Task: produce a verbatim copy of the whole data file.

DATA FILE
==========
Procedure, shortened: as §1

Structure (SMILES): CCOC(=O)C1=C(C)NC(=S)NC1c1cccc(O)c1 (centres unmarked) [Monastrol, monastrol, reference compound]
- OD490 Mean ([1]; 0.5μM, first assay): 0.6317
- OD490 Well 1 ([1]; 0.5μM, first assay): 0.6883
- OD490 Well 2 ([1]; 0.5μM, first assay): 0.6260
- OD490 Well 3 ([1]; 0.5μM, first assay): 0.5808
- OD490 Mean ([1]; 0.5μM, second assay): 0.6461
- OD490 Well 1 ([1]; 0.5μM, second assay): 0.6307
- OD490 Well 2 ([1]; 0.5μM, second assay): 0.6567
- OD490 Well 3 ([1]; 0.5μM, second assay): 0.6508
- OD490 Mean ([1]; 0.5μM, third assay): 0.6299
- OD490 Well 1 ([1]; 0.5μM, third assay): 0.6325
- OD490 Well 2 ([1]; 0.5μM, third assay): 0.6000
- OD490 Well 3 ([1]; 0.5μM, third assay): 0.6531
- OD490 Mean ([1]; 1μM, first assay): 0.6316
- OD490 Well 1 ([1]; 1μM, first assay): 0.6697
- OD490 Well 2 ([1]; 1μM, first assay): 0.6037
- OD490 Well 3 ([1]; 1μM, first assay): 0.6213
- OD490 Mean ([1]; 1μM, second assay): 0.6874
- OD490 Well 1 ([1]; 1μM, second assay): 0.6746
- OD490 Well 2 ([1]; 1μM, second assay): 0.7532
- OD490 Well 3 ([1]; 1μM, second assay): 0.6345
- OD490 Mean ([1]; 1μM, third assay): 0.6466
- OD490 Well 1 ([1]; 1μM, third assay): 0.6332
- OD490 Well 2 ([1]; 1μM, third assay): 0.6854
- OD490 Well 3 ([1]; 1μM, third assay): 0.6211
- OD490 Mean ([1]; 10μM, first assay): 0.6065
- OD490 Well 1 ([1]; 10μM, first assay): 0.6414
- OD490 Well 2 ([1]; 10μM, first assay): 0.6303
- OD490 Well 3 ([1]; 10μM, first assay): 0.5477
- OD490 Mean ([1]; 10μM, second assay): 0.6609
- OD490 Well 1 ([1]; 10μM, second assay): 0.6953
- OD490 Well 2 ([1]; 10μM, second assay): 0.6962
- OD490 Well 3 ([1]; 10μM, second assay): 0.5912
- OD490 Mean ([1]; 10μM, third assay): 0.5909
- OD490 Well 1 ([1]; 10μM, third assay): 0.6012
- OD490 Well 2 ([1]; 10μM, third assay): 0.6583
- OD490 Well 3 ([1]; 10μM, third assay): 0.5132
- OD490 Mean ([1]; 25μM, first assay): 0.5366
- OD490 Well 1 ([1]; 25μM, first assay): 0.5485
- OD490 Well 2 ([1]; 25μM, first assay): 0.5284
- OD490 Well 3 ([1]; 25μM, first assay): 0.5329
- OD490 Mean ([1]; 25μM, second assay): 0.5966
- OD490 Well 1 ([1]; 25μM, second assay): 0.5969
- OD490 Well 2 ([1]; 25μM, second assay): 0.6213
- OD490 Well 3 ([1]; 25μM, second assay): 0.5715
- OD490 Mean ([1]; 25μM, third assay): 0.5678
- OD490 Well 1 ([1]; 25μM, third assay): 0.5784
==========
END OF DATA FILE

Procedure, shortened: as §1

Structure (SMILES): CCOC(=O)C1=C(C)NC(=S)NC1c1cccc(O)c1 (centres unmarked) [Monastrol, monastrol, reference compound]
- OD490 Mean ([1]; 0.5μM, first assay): 0.6317
- OD490 Well 1 ([1]; 0.5μM, first assay): 0.6883
- OD490 Well 2 ([1]; 0.5μM, first assay): 0.6260
- OD490 Well 3 ([1]; 0.5μM, first assay): 0.5808
- OD490 Mean ([1]; 0.5μM, second assay): 0.6461
- OD490 Well 1 ([1]; 0.5μM, second assay): 0.6307
- OD490 Well 2 ([1]; 0.5μM, second assay): 0.6567
- OD490 Well 3 ([1]; 0.5μM, second assay): 0.6508
- OD490 Mean ([1]; 0.5μM, third assay): 0.6299
- OD490 Well 1 ([1]; 0.5μM, third assay): 0.6325
- OD490 Well 2 ([1]; 0.5μM, third assay): 0.6000
- OD490 Well 3 ([1]; 0.5μM, third assay): 0.6531
- OD490 Mean ([1]; 1μM, first assay): 0.6316
- OD490 Well 1 ([1]; 1μM, first assay): 0.6697
- OD490 Well 2 ([1]; 1μM, first assay): 0.6037
- OD490 Well 3 ([1]; 1μM, first assay): 0.6213
- OD490 Mean ([1]; 1μM, second assay): 0.6874
- OD490 Well 1 ([1]; 1μM, second assay): 0.6746
- OD490 Well 2 ([1]; 1μM, second assay): 0.7532
- OD490 Well 3 ([1]; 1μM, second assay): 0.6345
- OD490 Mean ([1]; 1μM, third assay): 0.6466
- OD490 Well 1 ([1]; 1μM, third assay): 0.6332
- OD490 Well 2 ([1]; 1μM, third assay): 0.6854
- OD490 Well 3 ([1]; 1μM, third assay): 0.6211
- OD490 Mean ([1]; 10μM, first assay): 0.6065
- OD490 Well 1 ([1]; 10μM, first assay): 0.6414
- OD490 Well 2 ([1]; 10μM, first assay): 0.6303
- OD490 Well 3 ([1]; 10μM, first assay): 0.5477
- OD490 Mean ([1]; 10μM, second assay): 0.6609
- OD490 Well 1 ([1]; 10μM, second assay): 0.6953
- OD490 Well 2 ([1]; 10μM, second assay): 0.6962
- OD490 Well 3 ([1]; 10μM, second assay): 0.5912
- OD490 Mean ([1]; 10μM, third assay): 0.5909
- OD490 Well 1 ([1]; 10μM, third assay): 0.6012
- OD490 Well 2 ([1]; 10μM, third assay): 0.6583
- OD490 Well 3 ([1]; 10μM, third assay): 0.5132
- OD490 Mean ([1]; 25μM, first assay): 0.5366
- OD490 Well 1 ([1]; 25μM, first assay): 0.5485
- OD490 Well 2 ([1]; 25μM, first assay): 0.5284
- OD490 Well 3 ([1]; 25μM, first assay): 0.5329
- OD490 Mean ([1]; 25μM, second assay): 0.5966
- OD490 Well 1 ([1]; 25μM, second assay): 0.5969
- OD490 Well 2 ([1]; 25μM, second assay): 0.6213
- OD490 Well 3 ([1]; 25μM, second assay): 0.5715
- OD490 Mean ([1]; 25μM, third assay): 0.5678
- OD490 Well 1 ([1]; 25μM, third assay): 0.5784